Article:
Act (ADEA) and the New York State Human Rights Law. The Defendant
District moves for summary judgment. The motion is granted.
To establish a claim for disparate treatment under ADEA, Ranieri must
first set forth a prima facie case of age discrimination. Auerbach v.
Board of Educ. of the Harborfields Cent. Sch. Dist. of Greenlawn,
136 F.3d 104, 109 (2d Cir. 1998). "[P]laintiffs bear the initial burden
of demonstrating that the actual motivation for the employer's decision
was the employee's age." Id. (citing Hazen Paper Co. v. Biggins,
507 U.S. 604, 610, 113 S.Ct. 1701, 123 L.Ed.2d 338 (1993)).
In order to prove a prima facie case of age discrimination, Ranieri
must demonstrate the following: (1) the plaintiff is a member of a
protected class; (2) plaintiff is qualified for his position; (3)
plaintiff suffered adverse employment action; and (4) the circumstances
surrounding the action give rise to an inference of age discrimination.
McDonnell Douglas Corp. v. Green, 411 U.S. 792, 93 S.Ct. 1817, 36 L.Ed.2d
668 (1973). The Second Circuit has clearly stated that the plaintiffs
burden in establishing a prima facie case is de minimis. Auerbach, 136
F.3d at 109-10; Criley v. Delta Air Lines, Inc., 119 F.3d 102, 104 (2d
Plaintiff has met this minimal burden. He was over forty years old when
he was fired, and thus is a member of the protected class. Ranieri was
qualified for the position, but was not re-hired after the 2000 football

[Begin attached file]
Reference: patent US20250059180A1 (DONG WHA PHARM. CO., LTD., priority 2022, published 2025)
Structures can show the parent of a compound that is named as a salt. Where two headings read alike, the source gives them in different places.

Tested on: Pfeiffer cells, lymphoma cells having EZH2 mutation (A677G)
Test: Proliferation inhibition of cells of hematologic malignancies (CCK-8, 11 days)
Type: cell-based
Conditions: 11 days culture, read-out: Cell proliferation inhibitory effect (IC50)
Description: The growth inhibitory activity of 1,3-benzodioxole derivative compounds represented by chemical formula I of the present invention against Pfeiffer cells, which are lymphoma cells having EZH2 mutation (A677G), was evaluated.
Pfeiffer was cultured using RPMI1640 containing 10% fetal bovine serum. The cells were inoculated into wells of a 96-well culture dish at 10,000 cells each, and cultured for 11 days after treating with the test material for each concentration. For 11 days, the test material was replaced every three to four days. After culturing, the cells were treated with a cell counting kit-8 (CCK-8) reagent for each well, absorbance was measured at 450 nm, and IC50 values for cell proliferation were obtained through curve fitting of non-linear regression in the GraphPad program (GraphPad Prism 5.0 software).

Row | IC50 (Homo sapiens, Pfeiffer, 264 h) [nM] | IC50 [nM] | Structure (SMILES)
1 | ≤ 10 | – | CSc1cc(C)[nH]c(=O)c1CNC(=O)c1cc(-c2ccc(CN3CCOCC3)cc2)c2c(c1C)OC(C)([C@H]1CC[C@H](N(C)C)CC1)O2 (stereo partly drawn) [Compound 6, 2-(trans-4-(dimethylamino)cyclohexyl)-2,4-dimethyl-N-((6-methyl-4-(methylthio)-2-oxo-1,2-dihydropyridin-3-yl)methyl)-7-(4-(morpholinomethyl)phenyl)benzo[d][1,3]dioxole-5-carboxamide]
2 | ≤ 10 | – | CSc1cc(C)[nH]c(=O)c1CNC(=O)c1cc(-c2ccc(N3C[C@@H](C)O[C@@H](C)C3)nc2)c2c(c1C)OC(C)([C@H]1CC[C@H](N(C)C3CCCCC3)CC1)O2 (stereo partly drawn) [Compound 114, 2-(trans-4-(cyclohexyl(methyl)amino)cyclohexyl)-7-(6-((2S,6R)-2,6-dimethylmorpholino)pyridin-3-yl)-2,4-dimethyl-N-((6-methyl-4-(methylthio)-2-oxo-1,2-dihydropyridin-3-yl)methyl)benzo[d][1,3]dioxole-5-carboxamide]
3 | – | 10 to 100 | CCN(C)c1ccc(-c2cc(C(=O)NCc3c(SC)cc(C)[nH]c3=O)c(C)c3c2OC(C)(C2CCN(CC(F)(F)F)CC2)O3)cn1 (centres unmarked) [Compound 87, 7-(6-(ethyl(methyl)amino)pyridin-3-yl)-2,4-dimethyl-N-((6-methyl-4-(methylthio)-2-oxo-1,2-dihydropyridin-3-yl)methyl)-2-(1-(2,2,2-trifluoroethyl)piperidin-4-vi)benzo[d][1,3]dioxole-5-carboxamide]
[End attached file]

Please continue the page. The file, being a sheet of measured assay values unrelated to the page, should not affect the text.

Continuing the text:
season. Defendant argues that the final element of the prima facie case
has not been satisfied because Ranieri's replacement is also a member of
the protected class. However, the Supreme Court has held that this is not
a proper element of a prima facie case of age discrimination. "The fact
that one person in the protected class has lost out to another person in
the protected class is . . . irrelevant, so long as he has lost out
because of his age." O'Connor v. Consolidated Coin Caterers Corp.,
517 U.S. 308, 312, 116 S.Ct. 1307, 134 L.Ed.2d 433 (1996). While it is
true that an age disparity may not support an inference of age
discrimination if there is only an insignificant difference, id. at
312-13, 116 S.Ct. 1307, the Second Circuit has found that an eight year
age difference is significant. Tarshis v. Riese Org., 211 F.3d 30, 38 (2d
Cir. 2000). Because there is a ten-year age difference between the
plaintiff and his replacement, he has set forth the fourth element of a
prima facie case of age discrimination.
Defendant has also satisfied its burden of articulating a legitimate,
nondiscriminatory reason for not re-hiring Ranieri — namely his
losing record in his final year of coaching, and Guglielmo's
dissatisfaction with his stated goals and objectives for the program.
Thus, the burden shifts back to the plaintiff to "present sufficient
evidence for a reasonable jury to conclude that [defendant] discriminated
against him because of his age." Hollander v. American Cyanamid Co.,